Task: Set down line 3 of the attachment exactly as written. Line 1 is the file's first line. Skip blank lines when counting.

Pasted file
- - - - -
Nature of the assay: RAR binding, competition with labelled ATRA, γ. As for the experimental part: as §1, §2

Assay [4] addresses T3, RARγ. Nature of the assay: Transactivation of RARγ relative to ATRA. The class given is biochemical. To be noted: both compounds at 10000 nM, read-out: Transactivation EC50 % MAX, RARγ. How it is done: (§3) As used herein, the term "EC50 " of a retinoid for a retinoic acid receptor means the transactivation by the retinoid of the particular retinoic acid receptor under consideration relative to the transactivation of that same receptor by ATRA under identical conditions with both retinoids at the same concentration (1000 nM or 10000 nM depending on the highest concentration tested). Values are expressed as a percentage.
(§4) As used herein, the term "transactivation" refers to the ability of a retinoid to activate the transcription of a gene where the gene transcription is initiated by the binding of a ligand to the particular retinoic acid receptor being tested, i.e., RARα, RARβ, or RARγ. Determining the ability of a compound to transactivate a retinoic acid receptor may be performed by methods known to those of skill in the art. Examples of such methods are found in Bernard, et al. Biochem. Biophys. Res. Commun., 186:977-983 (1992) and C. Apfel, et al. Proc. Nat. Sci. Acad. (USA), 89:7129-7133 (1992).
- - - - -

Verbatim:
(§4) As used herein, the term "transactivation" refers to the ability of a retinoid to activate the transcription of a gene where the gene transcription is initiated by the binding of a ligand to the particular retinoic acid receptor being tested, i.e., RARα, RARβ, or RARγ. Determining the ability of a compound to transactivate a retinoic acid receptor may be performed by methods known to those of skill in the art. Examples of such methods are found in Bernard, et al. Biochem. Biophys. Res. Commun., 186:977-983 (1992) and C. Apfel, et al. Proc. Nat. Sci. Acad. (USA), 89:7129-7133 (1992).